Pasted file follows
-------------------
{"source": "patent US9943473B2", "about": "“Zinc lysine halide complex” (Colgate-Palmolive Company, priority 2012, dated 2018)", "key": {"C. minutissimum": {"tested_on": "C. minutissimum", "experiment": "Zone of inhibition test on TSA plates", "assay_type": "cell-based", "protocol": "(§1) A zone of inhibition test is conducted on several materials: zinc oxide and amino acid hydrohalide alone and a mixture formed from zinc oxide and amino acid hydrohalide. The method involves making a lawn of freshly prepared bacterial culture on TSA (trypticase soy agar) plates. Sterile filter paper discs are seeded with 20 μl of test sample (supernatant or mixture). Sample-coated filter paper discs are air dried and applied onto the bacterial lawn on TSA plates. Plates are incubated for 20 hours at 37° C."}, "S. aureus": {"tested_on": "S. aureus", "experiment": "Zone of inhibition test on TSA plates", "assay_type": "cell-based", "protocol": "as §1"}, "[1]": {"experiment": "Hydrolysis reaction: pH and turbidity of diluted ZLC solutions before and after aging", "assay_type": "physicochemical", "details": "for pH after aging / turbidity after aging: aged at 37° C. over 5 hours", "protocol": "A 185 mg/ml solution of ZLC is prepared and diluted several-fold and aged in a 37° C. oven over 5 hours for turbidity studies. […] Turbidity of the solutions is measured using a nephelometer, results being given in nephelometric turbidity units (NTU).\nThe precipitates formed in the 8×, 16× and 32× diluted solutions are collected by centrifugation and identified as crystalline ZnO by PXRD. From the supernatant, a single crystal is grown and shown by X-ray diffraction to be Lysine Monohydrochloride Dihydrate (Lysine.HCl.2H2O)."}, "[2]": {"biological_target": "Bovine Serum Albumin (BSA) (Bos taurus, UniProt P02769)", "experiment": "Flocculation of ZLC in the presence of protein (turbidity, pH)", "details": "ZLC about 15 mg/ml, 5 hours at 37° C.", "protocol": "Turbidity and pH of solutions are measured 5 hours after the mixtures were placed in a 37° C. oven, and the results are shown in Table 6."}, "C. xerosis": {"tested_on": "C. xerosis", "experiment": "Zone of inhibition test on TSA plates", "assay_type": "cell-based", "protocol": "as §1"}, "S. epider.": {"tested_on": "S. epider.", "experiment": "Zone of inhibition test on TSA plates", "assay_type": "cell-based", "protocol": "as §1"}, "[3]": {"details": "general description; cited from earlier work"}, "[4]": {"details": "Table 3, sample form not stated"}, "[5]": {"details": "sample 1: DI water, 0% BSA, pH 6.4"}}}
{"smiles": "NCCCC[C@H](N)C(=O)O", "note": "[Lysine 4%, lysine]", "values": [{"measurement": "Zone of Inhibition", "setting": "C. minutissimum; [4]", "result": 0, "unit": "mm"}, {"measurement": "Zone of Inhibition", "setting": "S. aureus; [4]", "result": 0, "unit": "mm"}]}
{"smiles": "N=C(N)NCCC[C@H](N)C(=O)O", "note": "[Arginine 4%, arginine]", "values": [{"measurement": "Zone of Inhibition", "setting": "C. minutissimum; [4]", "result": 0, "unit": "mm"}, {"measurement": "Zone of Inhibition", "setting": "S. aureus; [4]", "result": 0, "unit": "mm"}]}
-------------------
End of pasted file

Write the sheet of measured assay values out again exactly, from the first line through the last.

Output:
{"source": "patent US9943473B2", "about": "“Zinc lysine halide complex” (Colgate-Palmolive Company, priority 2012, dated 2018)", "key": {"C. minutissimum": {"tested_on": "C. minutissimum", "experiment": "Zone of inhibition test on TSA plates", "assay_type": "cell-based", "protocol": "(§1) A zone of inhibition test is conducted on several materials: zinc oxide and amino acid hydrohalide alone and a mixture formed from zinc oxide and amino acid hydrohalide. The method involves making a lawn of freshly prepared bacterial culture on TSA (trypticase soy agar) plates. Sterile filter paper discs are seeded with 20 μl of test sample (supernatant or mixture). Sample-coated filter paper discs are air dried and applied onto the bacterial lawn on TSA plates. Plates are incubated for 20 hours at 37° C."}, "S. aureus": {"tested_on": "S. aureus", "experiment": "Zone of inhibition test on TSA plates", "assay_type": "cell-based", "protocol": "as §1"}, "[1]": {"experiment": "Hydrolysis reaction: pH and turbidity of diluted ZLC solutions before and after aging", "assay_type": "physicochemical", "details": "for pH after aging / turbidity after aging: aged at 37° C. over 5 hours", "protocol": "A 185 mg/ml solution of ZLC is prepared and diluted several-fold and aged in a 37° C. oven over 5 hours for turbidity studies. […] Turbidity of the solutions is measured using a nephelometer, results being given in nephelometric turbidity units (NTU).\nThe precipitates formed in the 8×, 16× and 32× diluted solutions are collected by centrifugation and identified as crystalline ZnO by PXRD. From the supernatant, a single crystal is grown and shown by X-ray diffraction to be Lysine Monohydrochloride Dihydrate (Lysine.HCl.2H2O)."}, "[2]": {"biological_target": "Bovine Serum Albumin (BSA) (Bos taurus, UniProt P02769)", "experiment": "Flocculation of ZLC in the presence of protein (turbidity, pH)", "details": "ZLC about 15 mg/ml, 5 hours at 37° C.", "protocol": "Turbidity and pH of solutions are measured 5 hours after the mixtures were placed in a 37° C. oven, and the results are shown in Table 6."}, "C. xerosis": {"tested_on": "C. xerosis", "experiment": "Zone of inhibition test on TSA plates", "assay_type": "cell-based", "protocol": "as §1"}, "S. epider.": {"tested_on": "S. epider.", "experiment": "Zone of inhibition test on TSA plates", "assay_type": "cell-based", "protocol": "as §1"}, "[3]": {"details": "general description; cited from earlier work"}, "[4]": {"details": "Table 3, sample form not stated"}, "[5]": {"details": "sample 1: DI water, 0% BSA, pH 6.4"}}}
{"smiles": "NCCCC[C@H](N)C(=O)O", "note": "[Lysine 4%, lysine]", "values": [{"measurement": "Zone of Inhibition", "setting": "C. minutissimum; [4]", "result": 0, "unit": "mm"}, {"measurement": "Zone of Inhibition", "setting": "S. aureus; [4]", "result": 0, "unit": "mm"}]}
{"smiles": "N=C(N)NCCC[C@H](N)C(=O)O", "note": "[Arginine 4%, arginine]", "values": [{"measurement": "Zone of Inhibition", "setting": "C. minutissimum; [4]", "result": 0, "unit": "mm"}, {"measurement": "Zone of Inhibition", "setting": "S. aureus; [4]", "result": 0, "unit": "mm"}]}